William J Duffney, a retired musician, educator and postal historian, will present the lecture, “The Quakers and Irish Famine Relief,” on Thursday, September 8, at 4 p.m. in the Carl Hansen Student Center, Room 225, at Quinnipiac University, 275 Mount Carmel Ave in Hamden, Connecticut.
This event, sponsored by Ireland’s Great Hunger Museum at Quinnipiac, is free and open to the public. Registration is required at www.ighm.org.
Using original correspondence, Duffney will outline the efforts the Society of Friends (Quakers) made on behalf of the starving Irish during the Great Hunger, a period of mass starvation disease, and emigration in Ireland from 1845 and 1852.
“The personal vignettes found within their letters bring us closer to the perspective of the people in their place and time,” Duffney said. “Political and social history, and maritime and postal history collided in unexpected ways.”
Duffney, who has traveled extensively in Ireland, oversees www.ctpostalhistory.com. For several years prior, he served as the editor of the Connecticut Postal History Society Journal.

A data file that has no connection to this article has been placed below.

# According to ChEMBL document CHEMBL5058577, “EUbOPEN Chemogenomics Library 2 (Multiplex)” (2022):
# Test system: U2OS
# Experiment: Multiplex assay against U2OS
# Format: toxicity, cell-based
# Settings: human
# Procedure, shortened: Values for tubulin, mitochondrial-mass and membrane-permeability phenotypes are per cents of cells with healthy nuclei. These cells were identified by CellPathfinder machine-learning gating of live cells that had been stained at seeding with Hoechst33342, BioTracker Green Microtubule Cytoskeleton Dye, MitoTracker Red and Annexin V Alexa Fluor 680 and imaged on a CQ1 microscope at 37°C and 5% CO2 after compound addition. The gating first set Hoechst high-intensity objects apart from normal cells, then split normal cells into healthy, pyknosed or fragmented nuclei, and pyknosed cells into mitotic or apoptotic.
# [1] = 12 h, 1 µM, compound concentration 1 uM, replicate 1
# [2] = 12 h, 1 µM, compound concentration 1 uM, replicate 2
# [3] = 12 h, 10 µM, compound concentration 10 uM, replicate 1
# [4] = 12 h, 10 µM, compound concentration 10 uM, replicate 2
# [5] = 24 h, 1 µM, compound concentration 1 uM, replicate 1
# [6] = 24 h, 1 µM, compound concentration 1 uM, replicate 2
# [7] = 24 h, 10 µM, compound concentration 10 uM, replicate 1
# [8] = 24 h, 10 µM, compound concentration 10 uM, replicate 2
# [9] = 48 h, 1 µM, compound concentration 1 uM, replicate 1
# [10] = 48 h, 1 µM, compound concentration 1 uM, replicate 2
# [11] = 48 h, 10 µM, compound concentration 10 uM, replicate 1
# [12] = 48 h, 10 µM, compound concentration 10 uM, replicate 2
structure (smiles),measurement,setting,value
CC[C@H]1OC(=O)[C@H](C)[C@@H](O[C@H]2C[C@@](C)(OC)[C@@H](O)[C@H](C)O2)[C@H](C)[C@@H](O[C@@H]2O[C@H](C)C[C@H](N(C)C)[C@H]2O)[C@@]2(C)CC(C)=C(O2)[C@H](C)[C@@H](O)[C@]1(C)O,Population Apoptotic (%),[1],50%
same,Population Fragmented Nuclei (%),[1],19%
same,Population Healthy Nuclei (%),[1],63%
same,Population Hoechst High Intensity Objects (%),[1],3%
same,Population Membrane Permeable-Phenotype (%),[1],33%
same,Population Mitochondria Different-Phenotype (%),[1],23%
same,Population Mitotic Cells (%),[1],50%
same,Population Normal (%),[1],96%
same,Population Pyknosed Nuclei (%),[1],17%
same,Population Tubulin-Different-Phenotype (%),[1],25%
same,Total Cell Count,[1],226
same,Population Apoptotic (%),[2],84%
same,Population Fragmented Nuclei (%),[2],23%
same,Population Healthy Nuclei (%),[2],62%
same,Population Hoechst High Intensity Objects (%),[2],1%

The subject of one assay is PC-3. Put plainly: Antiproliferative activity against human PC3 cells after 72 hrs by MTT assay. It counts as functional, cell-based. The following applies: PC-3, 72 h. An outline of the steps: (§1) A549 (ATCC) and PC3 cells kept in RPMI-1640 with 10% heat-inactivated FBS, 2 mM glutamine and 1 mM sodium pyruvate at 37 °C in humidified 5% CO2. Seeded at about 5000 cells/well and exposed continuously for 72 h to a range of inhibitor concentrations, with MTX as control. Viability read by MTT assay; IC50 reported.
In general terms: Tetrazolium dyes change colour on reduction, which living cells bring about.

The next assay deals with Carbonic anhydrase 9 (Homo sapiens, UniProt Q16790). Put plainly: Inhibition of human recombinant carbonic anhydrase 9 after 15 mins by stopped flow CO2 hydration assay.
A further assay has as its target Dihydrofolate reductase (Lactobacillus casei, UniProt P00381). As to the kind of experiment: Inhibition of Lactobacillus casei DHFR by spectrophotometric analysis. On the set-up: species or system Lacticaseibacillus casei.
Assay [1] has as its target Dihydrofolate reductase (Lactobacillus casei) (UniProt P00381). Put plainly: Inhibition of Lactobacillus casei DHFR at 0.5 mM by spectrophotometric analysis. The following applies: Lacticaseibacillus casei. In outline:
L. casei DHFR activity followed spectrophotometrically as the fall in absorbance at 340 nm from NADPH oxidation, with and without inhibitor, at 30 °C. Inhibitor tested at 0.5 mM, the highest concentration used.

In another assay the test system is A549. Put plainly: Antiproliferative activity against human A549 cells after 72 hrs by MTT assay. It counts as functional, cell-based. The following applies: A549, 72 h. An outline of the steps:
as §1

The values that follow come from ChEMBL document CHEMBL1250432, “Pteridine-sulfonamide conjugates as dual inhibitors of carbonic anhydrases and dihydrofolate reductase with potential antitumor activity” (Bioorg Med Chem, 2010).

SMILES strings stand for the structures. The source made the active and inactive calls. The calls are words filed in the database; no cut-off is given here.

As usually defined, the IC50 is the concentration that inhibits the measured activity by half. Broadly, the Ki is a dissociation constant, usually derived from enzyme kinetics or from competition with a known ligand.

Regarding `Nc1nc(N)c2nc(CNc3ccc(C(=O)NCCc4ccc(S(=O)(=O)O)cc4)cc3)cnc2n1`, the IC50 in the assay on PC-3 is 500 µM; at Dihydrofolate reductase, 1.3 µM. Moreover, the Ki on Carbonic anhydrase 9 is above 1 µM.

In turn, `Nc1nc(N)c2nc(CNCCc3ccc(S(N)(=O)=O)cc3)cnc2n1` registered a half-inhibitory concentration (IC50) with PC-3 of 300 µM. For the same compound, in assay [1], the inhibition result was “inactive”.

Ireland’s Great Hunger Museum at Quinnipiac is home to the world’s largest collection of visual art, artifacts and printed materials relating to the Irish Famine. The museum preserves, builds and presents its art collection in order to stimulate reflection, inspire imagination and advance awareness of Ireland's Great Hunger and its long aftermath on both sides of the Atlantic.
The museum, which is currently closed while necessary improvements are being made to the building, is scheduled to reopen on October 5.